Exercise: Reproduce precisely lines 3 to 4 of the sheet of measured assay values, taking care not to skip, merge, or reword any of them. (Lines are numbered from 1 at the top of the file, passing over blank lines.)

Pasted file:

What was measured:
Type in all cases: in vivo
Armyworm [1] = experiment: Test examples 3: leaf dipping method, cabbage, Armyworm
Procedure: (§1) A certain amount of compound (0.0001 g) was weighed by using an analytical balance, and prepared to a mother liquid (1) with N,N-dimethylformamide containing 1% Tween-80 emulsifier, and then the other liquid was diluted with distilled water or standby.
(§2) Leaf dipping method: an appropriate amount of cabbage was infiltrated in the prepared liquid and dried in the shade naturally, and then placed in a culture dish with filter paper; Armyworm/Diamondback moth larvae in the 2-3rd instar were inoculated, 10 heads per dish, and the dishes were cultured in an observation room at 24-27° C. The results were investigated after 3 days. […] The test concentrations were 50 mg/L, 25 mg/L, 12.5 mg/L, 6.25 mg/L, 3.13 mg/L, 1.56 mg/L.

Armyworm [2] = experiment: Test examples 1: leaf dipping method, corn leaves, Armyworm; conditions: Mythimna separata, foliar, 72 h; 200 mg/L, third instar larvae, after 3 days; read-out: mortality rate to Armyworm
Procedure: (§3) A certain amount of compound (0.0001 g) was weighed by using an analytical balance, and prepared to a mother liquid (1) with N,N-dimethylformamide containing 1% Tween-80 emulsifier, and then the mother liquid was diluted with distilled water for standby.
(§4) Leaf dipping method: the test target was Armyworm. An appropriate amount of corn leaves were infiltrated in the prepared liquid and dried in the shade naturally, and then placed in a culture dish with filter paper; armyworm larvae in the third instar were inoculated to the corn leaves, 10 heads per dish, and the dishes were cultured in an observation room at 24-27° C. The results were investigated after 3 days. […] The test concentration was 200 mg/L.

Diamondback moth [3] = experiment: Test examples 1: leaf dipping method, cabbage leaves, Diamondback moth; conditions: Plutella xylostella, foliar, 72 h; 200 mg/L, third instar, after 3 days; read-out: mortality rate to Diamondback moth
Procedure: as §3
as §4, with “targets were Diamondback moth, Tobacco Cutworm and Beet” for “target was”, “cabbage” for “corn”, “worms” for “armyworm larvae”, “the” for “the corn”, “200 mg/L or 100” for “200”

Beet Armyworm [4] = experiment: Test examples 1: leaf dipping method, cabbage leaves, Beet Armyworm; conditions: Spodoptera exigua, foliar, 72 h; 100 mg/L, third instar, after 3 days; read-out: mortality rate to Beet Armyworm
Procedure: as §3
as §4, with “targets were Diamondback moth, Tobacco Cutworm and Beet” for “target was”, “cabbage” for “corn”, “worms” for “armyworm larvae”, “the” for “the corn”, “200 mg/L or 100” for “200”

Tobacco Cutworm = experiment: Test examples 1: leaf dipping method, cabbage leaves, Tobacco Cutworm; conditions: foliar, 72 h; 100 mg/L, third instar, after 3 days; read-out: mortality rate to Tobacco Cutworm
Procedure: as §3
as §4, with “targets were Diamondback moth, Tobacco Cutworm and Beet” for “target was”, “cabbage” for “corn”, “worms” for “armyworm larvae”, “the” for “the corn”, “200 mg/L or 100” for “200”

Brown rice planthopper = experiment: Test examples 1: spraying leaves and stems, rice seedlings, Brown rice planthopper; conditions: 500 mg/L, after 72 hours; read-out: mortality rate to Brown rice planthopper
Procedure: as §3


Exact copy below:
Armyworm [1] = experiment: Test examples 3: leaf dipping method, cabbage, Armyworm
Procedure: (§1) A certain amount of compound (0.0001 g) was weighed by using an analytical balance, and prepared to a mother liquid (1) with N,N-dimethylformamide containing 1% Tween-80 emulsifier, and then the other liquid was diluted with distilled water or standby.